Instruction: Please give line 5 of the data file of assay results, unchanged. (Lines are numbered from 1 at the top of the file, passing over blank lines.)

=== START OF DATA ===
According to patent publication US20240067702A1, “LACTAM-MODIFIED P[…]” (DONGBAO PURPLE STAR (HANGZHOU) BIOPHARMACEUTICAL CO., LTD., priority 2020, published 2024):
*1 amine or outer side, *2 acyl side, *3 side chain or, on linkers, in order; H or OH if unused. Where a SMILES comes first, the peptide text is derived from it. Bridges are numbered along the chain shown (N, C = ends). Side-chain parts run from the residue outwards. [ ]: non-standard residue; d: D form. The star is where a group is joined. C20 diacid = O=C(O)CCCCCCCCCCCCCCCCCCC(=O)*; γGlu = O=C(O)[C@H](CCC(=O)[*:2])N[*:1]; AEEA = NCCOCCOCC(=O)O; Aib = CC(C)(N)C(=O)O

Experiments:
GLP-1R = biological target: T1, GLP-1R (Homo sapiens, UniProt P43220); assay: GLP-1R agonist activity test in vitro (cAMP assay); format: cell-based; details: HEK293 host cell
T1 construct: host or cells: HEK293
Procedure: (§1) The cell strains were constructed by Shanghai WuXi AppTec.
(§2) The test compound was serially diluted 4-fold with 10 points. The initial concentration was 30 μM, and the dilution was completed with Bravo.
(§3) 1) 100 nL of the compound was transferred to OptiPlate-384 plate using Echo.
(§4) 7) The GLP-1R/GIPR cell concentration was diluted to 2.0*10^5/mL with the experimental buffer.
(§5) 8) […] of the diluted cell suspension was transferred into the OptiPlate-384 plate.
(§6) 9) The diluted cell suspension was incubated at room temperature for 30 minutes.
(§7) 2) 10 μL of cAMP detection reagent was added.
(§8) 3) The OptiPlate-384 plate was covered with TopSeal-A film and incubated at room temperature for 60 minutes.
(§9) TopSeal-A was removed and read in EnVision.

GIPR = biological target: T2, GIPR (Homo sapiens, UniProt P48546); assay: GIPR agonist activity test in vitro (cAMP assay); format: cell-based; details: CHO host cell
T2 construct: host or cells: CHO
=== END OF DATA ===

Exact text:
T1 construct: host or cells: HEK293